Last week some 3000 people set upon Israel's Negev desert for 'Midburn' in an attempt to recreate revered US psychedelic festival 'Burning Man' that has run for over a decade in the Black Rock Desert. Midburn being a mix of “midbar,” which is Hebrew for desert, and the English word “burn.”
There were young and old, cosmic costumes, hula hoops and wooden structures burnt through the night across the barren landscape for over five days as a mostly Israeli contingent created their own utopian communities in what the festival calls "radical self-expression".
Through the days there were workshops in drawing, touch therapy, sculpture and live music as well as a "tent of heaven and hell" whereby participants were chosen at random for one of two fates with messages or chores dished out while always following the 10 principles;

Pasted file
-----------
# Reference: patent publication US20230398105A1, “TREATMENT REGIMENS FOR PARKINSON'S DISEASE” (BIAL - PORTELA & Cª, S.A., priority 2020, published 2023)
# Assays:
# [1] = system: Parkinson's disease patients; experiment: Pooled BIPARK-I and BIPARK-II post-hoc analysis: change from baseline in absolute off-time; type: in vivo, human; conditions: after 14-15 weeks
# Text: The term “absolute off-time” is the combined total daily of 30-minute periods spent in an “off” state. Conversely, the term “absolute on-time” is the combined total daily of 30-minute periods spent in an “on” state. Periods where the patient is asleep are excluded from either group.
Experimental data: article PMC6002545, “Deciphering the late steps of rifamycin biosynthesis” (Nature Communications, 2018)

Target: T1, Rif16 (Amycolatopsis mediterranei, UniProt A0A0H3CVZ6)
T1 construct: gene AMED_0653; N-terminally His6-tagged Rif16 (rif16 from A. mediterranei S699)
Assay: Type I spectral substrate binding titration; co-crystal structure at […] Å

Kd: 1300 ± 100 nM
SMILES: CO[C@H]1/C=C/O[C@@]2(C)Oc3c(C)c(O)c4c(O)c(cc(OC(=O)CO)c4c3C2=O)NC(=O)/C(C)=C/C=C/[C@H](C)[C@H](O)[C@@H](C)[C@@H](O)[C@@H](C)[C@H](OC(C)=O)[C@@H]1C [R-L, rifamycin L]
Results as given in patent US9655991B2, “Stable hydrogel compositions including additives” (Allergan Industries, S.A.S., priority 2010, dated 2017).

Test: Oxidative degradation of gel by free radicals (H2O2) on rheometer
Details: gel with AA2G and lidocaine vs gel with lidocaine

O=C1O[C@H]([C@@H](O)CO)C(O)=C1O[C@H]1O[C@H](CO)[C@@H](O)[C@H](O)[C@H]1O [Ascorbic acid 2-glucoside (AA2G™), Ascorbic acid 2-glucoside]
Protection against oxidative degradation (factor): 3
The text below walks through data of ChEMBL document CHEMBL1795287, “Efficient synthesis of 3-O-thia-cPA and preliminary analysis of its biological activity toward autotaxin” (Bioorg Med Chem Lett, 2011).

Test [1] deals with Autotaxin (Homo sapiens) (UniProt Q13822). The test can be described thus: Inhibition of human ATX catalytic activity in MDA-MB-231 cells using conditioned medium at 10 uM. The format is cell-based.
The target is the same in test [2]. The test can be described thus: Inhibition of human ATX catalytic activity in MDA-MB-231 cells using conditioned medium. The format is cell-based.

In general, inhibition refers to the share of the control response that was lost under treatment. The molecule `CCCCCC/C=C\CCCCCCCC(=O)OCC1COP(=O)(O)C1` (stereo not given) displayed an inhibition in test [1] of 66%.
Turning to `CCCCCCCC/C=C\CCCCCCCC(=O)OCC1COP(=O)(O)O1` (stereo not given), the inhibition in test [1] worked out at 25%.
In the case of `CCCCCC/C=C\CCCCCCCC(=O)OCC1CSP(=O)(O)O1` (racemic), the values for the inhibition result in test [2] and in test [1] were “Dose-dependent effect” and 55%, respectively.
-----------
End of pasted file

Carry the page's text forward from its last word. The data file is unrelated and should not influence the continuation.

Leaving No Trace
Although dwarfed by the numbers of the original Burning Man that boasts a capacity of 68,000, in it's initial years this looks like a successful festival in allowing freedom of the mind, body and soul and championing Israel's buzzing electronic scene mostly built on the back of psytrance.
Take a look into the first ever 'Midburn' below. All photos owned by Associated Press photographer Oded Balilty.